An analysis of common ethical justifications for compassionate use programs for experimental drugs

BMC Medical Ethics 2016 17:60
Author: Kasper Raus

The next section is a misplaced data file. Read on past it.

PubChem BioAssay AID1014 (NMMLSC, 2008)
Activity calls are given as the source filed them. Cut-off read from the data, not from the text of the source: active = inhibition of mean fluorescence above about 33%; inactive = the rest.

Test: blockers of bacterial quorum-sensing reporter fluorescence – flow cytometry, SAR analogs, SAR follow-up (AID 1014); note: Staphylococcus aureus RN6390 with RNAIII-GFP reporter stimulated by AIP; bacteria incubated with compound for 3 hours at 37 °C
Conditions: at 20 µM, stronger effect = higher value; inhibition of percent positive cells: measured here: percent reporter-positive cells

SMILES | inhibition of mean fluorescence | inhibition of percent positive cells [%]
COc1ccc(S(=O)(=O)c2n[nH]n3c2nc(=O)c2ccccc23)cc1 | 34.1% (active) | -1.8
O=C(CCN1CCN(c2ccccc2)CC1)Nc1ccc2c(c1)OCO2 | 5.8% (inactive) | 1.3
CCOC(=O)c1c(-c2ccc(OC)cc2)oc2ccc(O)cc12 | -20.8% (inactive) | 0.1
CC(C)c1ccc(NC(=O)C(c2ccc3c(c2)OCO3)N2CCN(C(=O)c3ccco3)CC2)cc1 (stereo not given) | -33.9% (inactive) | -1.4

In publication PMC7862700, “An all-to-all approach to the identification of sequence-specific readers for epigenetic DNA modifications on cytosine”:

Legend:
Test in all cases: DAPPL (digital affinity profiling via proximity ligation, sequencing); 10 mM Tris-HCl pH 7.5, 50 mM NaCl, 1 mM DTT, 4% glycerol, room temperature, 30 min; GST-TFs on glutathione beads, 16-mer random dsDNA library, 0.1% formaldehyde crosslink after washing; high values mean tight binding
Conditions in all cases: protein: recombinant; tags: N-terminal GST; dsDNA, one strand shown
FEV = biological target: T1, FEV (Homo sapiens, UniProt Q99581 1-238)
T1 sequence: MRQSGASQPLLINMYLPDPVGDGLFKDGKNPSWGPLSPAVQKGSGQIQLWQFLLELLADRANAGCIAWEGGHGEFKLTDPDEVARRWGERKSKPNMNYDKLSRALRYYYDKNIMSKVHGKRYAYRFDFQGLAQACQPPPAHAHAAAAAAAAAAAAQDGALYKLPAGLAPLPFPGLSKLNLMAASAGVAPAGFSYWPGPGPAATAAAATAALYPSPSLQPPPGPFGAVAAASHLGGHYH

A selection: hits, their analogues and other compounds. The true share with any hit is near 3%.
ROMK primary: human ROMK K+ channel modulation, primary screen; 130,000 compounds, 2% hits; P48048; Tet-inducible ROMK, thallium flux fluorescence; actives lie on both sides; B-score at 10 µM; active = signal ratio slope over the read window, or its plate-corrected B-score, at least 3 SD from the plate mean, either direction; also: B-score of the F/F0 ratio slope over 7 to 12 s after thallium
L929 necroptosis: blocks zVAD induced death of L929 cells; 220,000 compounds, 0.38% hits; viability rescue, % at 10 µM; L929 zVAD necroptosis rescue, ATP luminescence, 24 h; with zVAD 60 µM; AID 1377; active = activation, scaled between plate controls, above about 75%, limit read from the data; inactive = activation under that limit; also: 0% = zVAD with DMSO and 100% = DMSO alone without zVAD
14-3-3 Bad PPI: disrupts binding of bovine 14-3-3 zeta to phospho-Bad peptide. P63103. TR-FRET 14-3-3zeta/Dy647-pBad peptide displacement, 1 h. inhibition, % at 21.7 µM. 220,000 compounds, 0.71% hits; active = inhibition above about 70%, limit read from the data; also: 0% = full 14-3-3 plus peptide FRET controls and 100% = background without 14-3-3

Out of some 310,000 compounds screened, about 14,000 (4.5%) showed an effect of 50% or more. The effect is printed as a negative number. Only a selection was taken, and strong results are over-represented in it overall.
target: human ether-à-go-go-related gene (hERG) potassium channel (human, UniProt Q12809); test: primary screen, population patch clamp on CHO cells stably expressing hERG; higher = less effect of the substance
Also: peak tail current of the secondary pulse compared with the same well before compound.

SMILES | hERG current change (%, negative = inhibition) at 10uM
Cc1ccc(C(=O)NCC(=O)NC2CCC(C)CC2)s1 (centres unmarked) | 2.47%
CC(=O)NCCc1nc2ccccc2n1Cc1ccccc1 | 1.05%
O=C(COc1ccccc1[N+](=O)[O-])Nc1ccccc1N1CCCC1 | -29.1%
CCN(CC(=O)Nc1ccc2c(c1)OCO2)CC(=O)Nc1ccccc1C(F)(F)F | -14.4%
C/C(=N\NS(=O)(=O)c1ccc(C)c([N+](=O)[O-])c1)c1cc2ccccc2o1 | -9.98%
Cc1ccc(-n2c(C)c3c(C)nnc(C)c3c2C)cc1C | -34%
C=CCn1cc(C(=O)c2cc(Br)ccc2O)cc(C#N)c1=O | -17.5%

“When a new intervention or drug is developed, this has to pass through various phases of clinical testing before it achieves market approval, which can take many years. This raises an issue for drugs which could benefit terminally ill patients. These patients might set their hopes on the experimental drug but are unable to wait since they are likely to pass away before the drug is available. As a means of nevertheless getting access to experimental drug, many seriously ill and terminally ill patients are therefore very willing to participate in randomised controlled trials. However, only very few terminally ill patients are able to actually participate, and those that do participate are at risk of participating solely as a way of getting experimental drugs. Currently, there are, however, ways of getting access to drugs that have not (yet) gained market approval. One such mean is via expanded access or compassionate use programs where terminally ill patients receive experimental new drugs that are not yet market approved. In this paper, I examine some of the common justifications for such programs.”
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